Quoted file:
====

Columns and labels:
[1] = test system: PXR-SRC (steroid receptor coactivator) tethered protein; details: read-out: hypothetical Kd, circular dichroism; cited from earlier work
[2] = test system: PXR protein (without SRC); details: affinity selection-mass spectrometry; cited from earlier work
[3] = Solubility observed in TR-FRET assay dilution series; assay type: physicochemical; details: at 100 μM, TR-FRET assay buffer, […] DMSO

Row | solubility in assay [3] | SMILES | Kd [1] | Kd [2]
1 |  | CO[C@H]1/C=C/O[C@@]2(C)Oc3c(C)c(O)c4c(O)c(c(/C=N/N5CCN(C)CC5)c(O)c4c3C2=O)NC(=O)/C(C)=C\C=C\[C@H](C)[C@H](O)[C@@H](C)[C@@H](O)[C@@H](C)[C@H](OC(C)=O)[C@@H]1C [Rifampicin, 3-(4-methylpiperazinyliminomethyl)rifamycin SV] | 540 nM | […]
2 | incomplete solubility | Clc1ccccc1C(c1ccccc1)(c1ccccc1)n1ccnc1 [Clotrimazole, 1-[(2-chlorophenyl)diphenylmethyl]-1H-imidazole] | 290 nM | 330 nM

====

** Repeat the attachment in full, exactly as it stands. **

Columns and labels:
[1] = test system: PXR-SRC (steroid receptor coactivator) tethered protein; details: read-out: hypothetical Kd, circular dichroism; cited from earlier work
[2] = test system: PXR protein (without SRC); details: affinity selection-mass spectrometry; cited from earlier work
[3] = Solubility observed in TR-FRET assay dilution series; assay type: physicochemical; details: at 100 μM, TR-FRET assay buffer, […] DMSO

Row | solubility in assay [3] | SMILES | Kd [1] | Kd [2]
1 |  | CO[C@H]1/C=C/O[C@@]2(C)Oc3c(C)c(O)c4c(O)c(c(/C=N/N5CCN(C)CC5)c(O)c4c3C2=O)NC(=O)/C(C)=C\C=C\[C@H](C)[C@H](O)[C@@H](C)[C@@H](O)[C@@H](C)[C@H](OC(C)=O)[C@@H]1C [Rifampicin, 3-(4-methylpiperazinyliminomethyl)rifamycin SV] | 540 nM | […]
2 | incomplete solubility | Clc1ccccc1C(c1ccccc1)(c1ccccc1)n1ccnc1 [Clotrimazole, 1-[(2-chlorophenyl)diphenylmethyl]-1H-imidazole] | 290 nM | 330 nM